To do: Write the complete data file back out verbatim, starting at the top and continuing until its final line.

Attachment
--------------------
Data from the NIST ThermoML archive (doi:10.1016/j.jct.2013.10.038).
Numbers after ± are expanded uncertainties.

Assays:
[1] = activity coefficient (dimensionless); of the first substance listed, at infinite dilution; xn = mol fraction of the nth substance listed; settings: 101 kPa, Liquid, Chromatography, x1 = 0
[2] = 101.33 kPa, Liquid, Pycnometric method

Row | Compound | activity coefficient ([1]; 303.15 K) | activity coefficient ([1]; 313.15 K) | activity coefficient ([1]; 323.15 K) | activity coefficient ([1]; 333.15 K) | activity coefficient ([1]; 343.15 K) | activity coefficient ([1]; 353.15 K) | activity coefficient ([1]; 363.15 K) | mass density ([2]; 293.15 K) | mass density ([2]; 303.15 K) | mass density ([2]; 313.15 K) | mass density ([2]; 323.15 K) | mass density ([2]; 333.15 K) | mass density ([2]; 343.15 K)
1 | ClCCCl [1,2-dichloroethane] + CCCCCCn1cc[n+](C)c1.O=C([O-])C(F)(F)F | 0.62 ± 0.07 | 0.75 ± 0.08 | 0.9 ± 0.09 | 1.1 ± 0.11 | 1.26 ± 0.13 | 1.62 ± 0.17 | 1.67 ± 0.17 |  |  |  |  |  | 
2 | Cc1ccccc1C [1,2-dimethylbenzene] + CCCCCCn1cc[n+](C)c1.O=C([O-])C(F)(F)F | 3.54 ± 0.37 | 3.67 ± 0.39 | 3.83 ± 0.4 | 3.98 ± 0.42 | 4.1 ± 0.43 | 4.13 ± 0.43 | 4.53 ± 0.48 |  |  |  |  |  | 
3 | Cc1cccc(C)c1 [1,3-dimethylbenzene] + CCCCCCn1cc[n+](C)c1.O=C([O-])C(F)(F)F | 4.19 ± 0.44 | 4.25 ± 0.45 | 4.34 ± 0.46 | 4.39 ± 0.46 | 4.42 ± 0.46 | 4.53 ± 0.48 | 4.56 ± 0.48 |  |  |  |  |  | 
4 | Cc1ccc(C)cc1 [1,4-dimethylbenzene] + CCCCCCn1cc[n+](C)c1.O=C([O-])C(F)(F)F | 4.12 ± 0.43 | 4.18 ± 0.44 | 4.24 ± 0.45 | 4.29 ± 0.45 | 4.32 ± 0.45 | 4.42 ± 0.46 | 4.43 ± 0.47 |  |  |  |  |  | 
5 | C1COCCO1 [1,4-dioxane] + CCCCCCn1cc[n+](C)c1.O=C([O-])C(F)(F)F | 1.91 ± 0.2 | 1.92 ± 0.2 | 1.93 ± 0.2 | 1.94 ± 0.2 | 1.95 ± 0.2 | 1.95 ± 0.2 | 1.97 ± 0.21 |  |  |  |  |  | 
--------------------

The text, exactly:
Data from the NIST ThermoML archive (doi:10.1016/j.jct.2013.10.038).
Numbers after ± are expanded uncertainties.

Assays:
[1] = activity coefficient (dimensionless); of the first substance listed, at infinite dilution; xn = mol fraction of the nth substance listed; settings: 101 kPa, Liquid, Chromatography, x1 = 0
[2] = 101.33 kPa, Liquid, Pycnometric method

Row | Compound | activity coefficient ([1]; 303.15 K) | activity coefficient ([1]; 313.15 K) | activity coefficient ([1]; 323.15 K) | activity coefficient ([1]; 333.15 K) | activity coefficient ([1]; 343.15 K) | activity coefficient ([1]; 353.15 K) | activity coefficient ([1]; 363.15 K) | mass density ([2]; 293.15 K) | mass density ([2]; 303.15 K) | mass density ([2]; 313.15 K) | mass density ([2]; 323.15 K) | mass density ([2]; 333.15 K) | mass density ([2]; 343.15 K)
1 | ClCCCl [1,2-dichloroethane] + CCCCCCn1cc[n+](C)c1.O=C([O-])C(F)(F)F | 0.62 ± 0.07 | 0.75 ± 0.08 | 0.9 ± 0.09 | 1.1 ± 0.11 | 1.26 ± 0.13 | 1.62 ± 0.17 | 1.67 ± 0.17 |  |  |  |  |  | 
2 | Cc1ccccc1C [1,2-dimethylbenzene] + CCCCCCn1cc[n+](C)c1.O=C([O-])C(F)(F)F | 3.54 ± 0.37 | 3.67 ± 0.39 | 3.83 ± 0.4 | 3.98 ± 0.42 | 4.1 ± 0.43 | 4.13 ± 0.43 | 4.53 ± 0.48 |  |  |  |  |  | 
3 | Cc1cccc(C)c1 [1,3-dimethylbenzene] + CCCCCCn1cc[n+](C)c1.O=C([O-])C(F)(F)F | 4.19 ± 0.44 | 4.25 ± 0.45 | 4.34 ± 0.46 | 4.39 ± 0.46 | 4.42 ± 0.46 | 4.53 ± 0.48 | 4.56 ± 0.48 |  |  |  |  |  | 
4 | Cc1ccc(C)cc1 [1,4-dimethylbenzene] + CCCCCCn1cc[n+](C)c1.O=C([O-])C(F)(F)F | 4.12 ± 0.43 | 4.18 ± 0.44 | 4.24 ± 0.45 | 4.29 ± 0.45 | 4.32 ± 0.45 | 4.42 ± 0.46 | 4.43 ± 0.47 |  |  |  |  |  | 
5 | C1COCCO1 [1,4-dioxane] + CCCCCCn1cc[n+](C)c1.O=C([O-])C(F)(F)F | 1.91 ± 0.2 | 1.92 ± 0.2 | 1.93 ± 0.2 | 1.94 ± 0.2 | 1.95 ± 0.2 | 1.95 ± 0.2 | 1.97 ± 0.21 |  |  |  |  |  | 